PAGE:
State v. Santos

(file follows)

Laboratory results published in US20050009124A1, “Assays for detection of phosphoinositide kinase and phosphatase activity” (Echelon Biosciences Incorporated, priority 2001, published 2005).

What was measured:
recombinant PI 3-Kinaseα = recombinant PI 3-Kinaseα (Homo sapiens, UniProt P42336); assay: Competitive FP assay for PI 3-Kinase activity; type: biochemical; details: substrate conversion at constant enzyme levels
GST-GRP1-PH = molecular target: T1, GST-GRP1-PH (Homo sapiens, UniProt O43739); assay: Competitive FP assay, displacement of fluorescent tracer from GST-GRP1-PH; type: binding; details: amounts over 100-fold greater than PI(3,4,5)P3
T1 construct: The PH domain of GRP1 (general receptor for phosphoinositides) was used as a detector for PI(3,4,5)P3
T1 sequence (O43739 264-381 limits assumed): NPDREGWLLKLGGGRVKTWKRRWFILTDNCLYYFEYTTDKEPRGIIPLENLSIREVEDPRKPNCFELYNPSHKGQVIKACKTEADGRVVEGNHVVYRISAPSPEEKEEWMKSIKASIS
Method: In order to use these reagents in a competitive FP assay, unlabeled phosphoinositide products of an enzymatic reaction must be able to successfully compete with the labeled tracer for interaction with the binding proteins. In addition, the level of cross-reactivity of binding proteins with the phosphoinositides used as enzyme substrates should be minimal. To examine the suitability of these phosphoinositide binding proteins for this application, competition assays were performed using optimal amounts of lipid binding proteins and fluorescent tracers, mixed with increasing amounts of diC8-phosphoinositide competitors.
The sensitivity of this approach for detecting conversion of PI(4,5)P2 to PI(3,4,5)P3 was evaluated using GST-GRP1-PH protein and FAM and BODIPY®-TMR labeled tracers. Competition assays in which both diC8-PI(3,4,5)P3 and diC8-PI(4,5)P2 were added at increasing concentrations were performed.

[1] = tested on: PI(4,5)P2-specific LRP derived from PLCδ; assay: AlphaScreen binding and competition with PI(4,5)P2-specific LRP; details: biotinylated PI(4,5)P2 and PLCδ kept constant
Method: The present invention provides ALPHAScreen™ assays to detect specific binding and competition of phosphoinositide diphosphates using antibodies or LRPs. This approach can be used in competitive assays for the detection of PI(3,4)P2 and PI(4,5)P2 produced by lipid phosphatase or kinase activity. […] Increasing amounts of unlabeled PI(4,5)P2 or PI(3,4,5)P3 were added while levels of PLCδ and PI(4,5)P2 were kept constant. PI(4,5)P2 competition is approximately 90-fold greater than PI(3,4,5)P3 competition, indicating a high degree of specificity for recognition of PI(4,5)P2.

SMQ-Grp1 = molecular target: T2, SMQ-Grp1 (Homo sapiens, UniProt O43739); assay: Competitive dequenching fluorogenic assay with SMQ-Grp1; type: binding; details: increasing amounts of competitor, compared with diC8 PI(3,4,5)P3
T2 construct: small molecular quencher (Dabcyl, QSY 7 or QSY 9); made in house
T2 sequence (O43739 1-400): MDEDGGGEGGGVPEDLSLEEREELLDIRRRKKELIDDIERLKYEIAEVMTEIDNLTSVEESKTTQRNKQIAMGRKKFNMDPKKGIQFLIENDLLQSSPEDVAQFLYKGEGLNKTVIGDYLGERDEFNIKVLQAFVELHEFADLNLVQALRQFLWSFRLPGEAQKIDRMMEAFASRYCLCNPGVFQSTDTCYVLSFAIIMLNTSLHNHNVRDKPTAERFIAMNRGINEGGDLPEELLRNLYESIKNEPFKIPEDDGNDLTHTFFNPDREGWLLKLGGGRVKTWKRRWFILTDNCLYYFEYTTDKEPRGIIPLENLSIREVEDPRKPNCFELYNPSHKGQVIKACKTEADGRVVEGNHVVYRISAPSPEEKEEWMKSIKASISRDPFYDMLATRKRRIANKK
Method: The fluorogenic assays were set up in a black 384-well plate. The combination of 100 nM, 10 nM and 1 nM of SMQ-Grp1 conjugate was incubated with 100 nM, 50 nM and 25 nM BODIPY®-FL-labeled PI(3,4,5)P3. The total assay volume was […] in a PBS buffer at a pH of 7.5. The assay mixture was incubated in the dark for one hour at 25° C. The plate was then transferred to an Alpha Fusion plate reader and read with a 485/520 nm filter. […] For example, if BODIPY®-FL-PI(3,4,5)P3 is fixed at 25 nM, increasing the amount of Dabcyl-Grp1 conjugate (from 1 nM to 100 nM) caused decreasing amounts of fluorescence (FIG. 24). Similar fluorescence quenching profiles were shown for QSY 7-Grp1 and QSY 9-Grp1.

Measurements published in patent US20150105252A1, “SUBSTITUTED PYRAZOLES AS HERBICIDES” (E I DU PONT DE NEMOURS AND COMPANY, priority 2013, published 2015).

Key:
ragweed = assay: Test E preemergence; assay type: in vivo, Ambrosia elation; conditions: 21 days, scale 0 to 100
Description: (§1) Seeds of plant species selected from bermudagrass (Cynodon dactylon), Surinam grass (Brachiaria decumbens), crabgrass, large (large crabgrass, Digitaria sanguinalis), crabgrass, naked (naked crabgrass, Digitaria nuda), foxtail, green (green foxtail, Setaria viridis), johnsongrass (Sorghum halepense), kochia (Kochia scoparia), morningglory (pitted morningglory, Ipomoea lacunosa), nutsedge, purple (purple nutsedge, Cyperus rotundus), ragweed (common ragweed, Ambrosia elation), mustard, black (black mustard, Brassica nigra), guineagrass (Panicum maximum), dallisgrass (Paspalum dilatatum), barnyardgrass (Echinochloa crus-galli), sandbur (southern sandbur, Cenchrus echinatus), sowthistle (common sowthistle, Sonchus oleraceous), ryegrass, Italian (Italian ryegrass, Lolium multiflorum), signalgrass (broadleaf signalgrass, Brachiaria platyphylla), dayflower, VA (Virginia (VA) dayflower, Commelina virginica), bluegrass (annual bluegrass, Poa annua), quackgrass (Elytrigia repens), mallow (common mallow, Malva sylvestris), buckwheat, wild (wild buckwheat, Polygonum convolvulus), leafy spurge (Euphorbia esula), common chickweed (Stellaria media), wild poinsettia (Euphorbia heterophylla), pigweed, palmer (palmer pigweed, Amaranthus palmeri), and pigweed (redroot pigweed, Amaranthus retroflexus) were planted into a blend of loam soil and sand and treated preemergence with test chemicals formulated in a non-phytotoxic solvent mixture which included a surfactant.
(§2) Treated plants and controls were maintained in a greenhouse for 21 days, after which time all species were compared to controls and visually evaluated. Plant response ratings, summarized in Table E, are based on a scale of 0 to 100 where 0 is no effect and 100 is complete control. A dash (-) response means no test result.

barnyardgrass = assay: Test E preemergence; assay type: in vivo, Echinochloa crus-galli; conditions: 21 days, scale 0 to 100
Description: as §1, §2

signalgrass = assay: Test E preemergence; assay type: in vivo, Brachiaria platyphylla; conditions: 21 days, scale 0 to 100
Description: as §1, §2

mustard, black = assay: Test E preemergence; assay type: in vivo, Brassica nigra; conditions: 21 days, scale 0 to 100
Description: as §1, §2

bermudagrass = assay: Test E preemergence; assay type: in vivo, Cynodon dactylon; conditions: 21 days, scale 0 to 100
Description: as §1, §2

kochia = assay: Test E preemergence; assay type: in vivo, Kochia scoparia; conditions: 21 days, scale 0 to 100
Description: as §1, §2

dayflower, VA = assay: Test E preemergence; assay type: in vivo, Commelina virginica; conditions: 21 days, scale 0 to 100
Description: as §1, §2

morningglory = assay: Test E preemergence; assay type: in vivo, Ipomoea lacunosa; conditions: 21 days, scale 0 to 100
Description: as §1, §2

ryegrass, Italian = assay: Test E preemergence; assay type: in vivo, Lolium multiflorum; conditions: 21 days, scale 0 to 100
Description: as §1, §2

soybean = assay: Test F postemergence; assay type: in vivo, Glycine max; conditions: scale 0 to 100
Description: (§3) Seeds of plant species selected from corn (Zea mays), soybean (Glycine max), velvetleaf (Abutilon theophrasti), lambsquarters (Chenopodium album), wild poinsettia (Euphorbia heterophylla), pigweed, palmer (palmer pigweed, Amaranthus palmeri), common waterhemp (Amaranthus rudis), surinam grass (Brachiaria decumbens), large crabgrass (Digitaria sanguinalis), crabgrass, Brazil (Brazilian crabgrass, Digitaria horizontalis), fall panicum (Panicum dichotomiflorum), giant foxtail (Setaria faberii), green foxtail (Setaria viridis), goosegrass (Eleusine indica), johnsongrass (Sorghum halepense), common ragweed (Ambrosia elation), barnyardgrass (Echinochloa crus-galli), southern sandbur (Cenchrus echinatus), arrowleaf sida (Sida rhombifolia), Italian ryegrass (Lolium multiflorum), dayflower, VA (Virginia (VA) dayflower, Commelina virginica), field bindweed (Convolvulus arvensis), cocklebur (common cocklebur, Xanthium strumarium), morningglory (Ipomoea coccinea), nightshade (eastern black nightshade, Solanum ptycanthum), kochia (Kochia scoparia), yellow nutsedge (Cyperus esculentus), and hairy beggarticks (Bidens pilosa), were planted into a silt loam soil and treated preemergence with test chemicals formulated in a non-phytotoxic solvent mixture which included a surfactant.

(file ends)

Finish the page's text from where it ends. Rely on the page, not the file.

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[Cite as State v. Santos, 2016-Ohio-6994.] IN THE COURT OF APPEALS ELEVENTH APPELLATE DISTRICT PORTAGE COUNTY, OHIO STATE OF OHIO, Plaintiff-Appellee, : OPINION : CASE NO. 2016-P-0006 - vs - : JOSHUA H. SANTOS, Defendant-Appellant. : : Criminal Appeal from the Portage County Court of Common Pleas. Case No. 2014 CR 00386. Judgment: Affirmed. Victor V. Vigluicci, Portage County Prosecutor, and Kristina Reilly, Assistant Prosecutor, 241 South Chestnut Street, Ravenna, OH 44266 (For Plaintiff-Appellee). Gregory J. Wysin, 2037 Brady Lake Road, Kent, OH 44240 (For Defendant-Appellant). TIMOTHY P. CANNON, J. {¶1} Appellant, Joshua H. Santos, appeals the judgment of the Portage County Court of Common Pleas, granting the Portage County Adult Probation Department’s motion to modify or revoke appellant’s probation due to his Cuyahoga County convictions and imposing a prison term consecutive to appellant’s sentence from Cuyahoga County. The court sentenced him to a two-year term of imprisonment for robbery, a third-degree felony, and a one-year term of imprisonment for carrying a concealed weapon, a fourth-degree felony, to run concurrent with one another. However, the trial court ordered that appellant serve his Portage County sentence consecutively to the sentence imposed by the Cuyahoga County Court of Common Pleas in case No. CR-14-590845-A. Based on the following, we affirm. {¶2} On July 5, 2014, appellant was indicted by the Portage County Grand Jury and charged with one count of robbery under R.C. 2911.02(A)(1), a felony in the second degree, and one count of robbery under R.C. 2911.02(A)(3), a felony in the third degree. Each charge carried a firearm specification under R.C. 2941.145. {¶3} On August 8, 2014, appellant pled guilty to an amended charge of one count of robbery under R.C. 2911.02(A)(3), a felony in the third degree, and an amended charge of one count of carrying a concealed weapon under R.C. 2923.12(A)(2), a felony in the fourth degree. {¶4} Appellant was sentenced pursuant to R.C. 2929.19 on September 15, 2014, with counsel present. After considering evidence presented by counsel and the contents of a pre-sentence investigation report by the Portage County Adult Probation Department, the court sentenced appellant to a term of one year of intensive supervision under the control of the Probation Department and two additional years under the control of the Probation Department’s general division. {¶5} On July 30, 2015, appellant was convicted of robbery and felonious assault in Cuyahoga County case No. CR-14-590845-A and was sentenced to two concurrent three-year prison terms for those offenses. {¶6} Due to his Cuyahoga County convictions, on August 17, 2015, the Portage County Probation Department filed a motion to modify or revoke appellant’s probation. 2 {¶7} On October 13, 2015, the Portage County Court of Common Pleas held a hearing on the Probation Department’s motion. The court modified appellant’s Portage County sentence as stated above. {¶8} Appellant was granted leave to file a delayed appeal by this court. Appellant’s notice of appeal was accepted for filing on January 21, 2016. {¶9} Appellant asserts one assignment of error on appeal, The trial court record does not clearly and convincingly support the findings required under R.C. 2929.14(C)(4) in order to impose consecutive sentences. {¶10} We review this sentence under the standard of review set forth in R.C. 2953.08(G)(2). See State v. Marcum, __ Ohio St.3d __, 2016-Ohio-1002, ¶22. Pursuant to R.C. 2953.08(G)(2), “an appellate court may vacate or modify a felony sentence on appeal only if it determines by clear and convincing evidence that the record does not support the trial court’s findings under relevant statutes or that the sentence is otherwise contrary to law.” Id. at ¶1, citing R.C. 2953.08(G)(2). {¶11} Appellant maintains the trial court made findings under R.C.2929.14(C)(4) that were not supported by the record when it ordered the prison term for appellant’s Portage County convictions to run consecutive to the term imposed for his Cuyahoga County convictions. Appellant argues that in making the necessary findings under R.C. 2929.14(C)(4), “the trial court engaged in only the most cursory and superficial review of the facts relevant to that determination, such that the record does not support the trial court’s findings under R.C. 2929.14 (C)(4).” {¶12} R.C. 2929.41 governs multiple sentences and provides, in pertinent part: “(A) [e]xcept as provided in * * * division (C) of section 2929.14, * * * a prison term, jail 3 term, or sentence of imprisonment shall be served concurrently with any other prison term, jail term, or sentence of imprisonment imposed by a court of this state[.]” {¶13} Pursuant to R.C. 2929.14(C)(4), a court may require an offender to serve multiple prison terms consecutively if it finds that the consecutive service is necessary to protect the public from future crime or to punish the offender and that consecutive sentences are not disproportionate to the seriousness of the offender’s conduct and to the danger the offender poses to the public, and if the court also finds any of the following: (a) The offender committed one or more of the multiple offenses while the offender was awaiting trial or sentencing, was under a sanction imposed pursuant to section 2929.16, 2929.17, or 2929.18 of the Revised Code, or was under post-release control for a prior offense. (b) At least two of the multiple offenses were committed as part of one or more courses of conduct, and the harm caused by two or more of the multiple offenses so committed was so great or unusual that no single prison term for any of the offenses committed as part of any of the courses of conduct adequately reflects the seriousness of the offender’s conduct. (c) The offender’s history of criminal conduct demonstrates that consecutive sentences are necessary to protect the public from future crime by the offender. {¶14} A trial court must make the statutory findings to support its decision to impose consecutive sentences, but the trial court is not required to set forth its reasons to support its findings as long as the reasons are discernible from the record. State v. Bonnell, 140 Ohio St.3d 209, 2014-Ohio-3177, ¶28-29. Failure to make the R.C. 2929.14(C)(4) findings at the sentencing hearing and to incorporate them into the judgment entry of the sentence renders the sentence contrary to law. Id. at ¶37. {¶15} The trial court made the findings necessary under R.C. 2929.14(C)(4) and 2929.14(C)(4)(c) at appellant’s sentencing hearing and in its judgment entry. 4 {¶16} The record reflects that appellant was sentenced to serve a total of five years imprisonment for two convictions that occurred within one year of each other. The court noted that “local community control is no longer sufficient, therefore a more restrictive sanction is necessary.” {¶17} Additionally, at the hearing on the Probation Department’s motion, the state asked the court to consider that appellant committed another robbery while he was on probation for this robbery, so that giving him credit for both would “just be absurd.” The state noted that appellant “committed another violent offense in Cleveland and he ought to serve the time consecutively. chance.” In the case here, he was actually given a Also, at the hearing, appellant explained that the incident leading to the Cuyahoga County convictions “wasn’t intentional” and that in the incident leading to the Portage County convictions, “the girl she never got touched, nothing even ever got took from her.” {¶18} We conclude that the record supports the trial court’s findings under R.C. 2929.14(C)(4) and (C)(4)(c). The trial court’s imposition of consecutive sentences is not clearly and convincingly contrary to law. {¶19} We, therefore, do not find merit in appellant’s sole assignment of error. {¶20} The judgment of the Portage County Court of Common Pleas is affirmed. CYNTHIA WESTCOTT RICE, P.J., THOMAS R. WRIGHT, J., concur. 5